Technology allows us to do things differently but it may still come as a surprise to learn that the venerable Shanghai Race Club (SRC), which has now been revived, operates without a clubhouse, without betting, without a racecourse and, believe it or not, without horses.
Instead, the club operates a website (paoma.com) China’s online store for trying and buying racehorses – which are mainly based in Europe.
It wasn’t always this way. When the British established the SRC in 1862, the club operated several racetracks and its opulent clubhouse was considered the most expensive in the world.
The cream of Anglo-Chinese society became members and horse owners but after the Chinese Communist Party seized power, horse racing became illegal and the SRC was shut down.
The club’s old racecourse had been transformed into the People’s Square and the club building turned into the Shanghai Art Museum in the ’50s.
The brand lay dormant for 70 years until British entrepreneur Byron Constable stepped in launching a new model of virtual racing that might influence clubs globally.
Despite having been closed for more than half a century, the SRC still resonated with the Shanghainese and the newly moneyed class across the mainland – thanks in no small part to its presence in period television dramas.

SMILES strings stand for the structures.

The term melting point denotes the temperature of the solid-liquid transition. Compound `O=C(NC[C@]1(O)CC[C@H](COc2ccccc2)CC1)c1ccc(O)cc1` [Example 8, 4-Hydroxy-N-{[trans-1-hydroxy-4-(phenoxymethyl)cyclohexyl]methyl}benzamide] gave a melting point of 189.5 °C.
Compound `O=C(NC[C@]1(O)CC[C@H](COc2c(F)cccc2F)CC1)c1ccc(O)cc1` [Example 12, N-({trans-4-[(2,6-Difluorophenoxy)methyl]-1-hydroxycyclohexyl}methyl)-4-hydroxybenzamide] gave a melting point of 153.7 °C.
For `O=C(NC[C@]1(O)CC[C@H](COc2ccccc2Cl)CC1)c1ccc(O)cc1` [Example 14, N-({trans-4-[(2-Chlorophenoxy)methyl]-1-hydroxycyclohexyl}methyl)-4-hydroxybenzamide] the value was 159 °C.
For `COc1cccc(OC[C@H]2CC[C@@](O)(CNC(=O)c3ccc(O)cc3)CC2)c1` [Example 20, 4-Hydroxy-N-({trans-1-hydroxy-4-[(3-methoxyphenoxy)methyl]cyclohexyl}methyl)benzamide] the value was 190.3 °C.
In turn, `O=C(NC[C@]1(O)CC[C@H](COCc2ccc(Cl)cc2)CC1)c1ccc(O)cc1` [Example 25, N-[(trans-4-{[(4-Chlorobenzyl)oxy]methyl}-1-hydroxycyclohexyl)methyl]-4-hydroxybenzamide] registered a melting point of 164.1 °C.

For China’s super rich, Constable says the appeal of horse ownership is clear, as the SRC acts as a bridge to the famously closed society of British racing.
“The highlight of every year is Royal Ascot … We took a whole group of members – government officials and billionaires – to Royal Ascot this year and took them around to meet the aristocracy and completely embedded them in the whole culture.”
Still, the proportion of SRC members who can afford racehorses is very small – about six people who, between them, own nearly 300 horses. Another 600 are potential owners. But the majority, about 6,000 people, is what Constable describes as aspirational owners.
These are members who “do not own horses and never will own horses”, but crave the cachet that comes with ownership. To appeal to these members, he has fundamentally changed the rules of the game. He has pioneered a system where punters on the mainland can buy the ownership rights to a horse for one race. The horse’s full-time owner uses this fee to leverage against his risk and agrees to share half the prize money with the Chinese owner if the horse wins.
Bringing it’s history and prestige to bear, The Shanghai Race Club is hoping to change the face of racing and bring the Sport of Kings into the technology age.
For more information go to the Shanghai Race Club website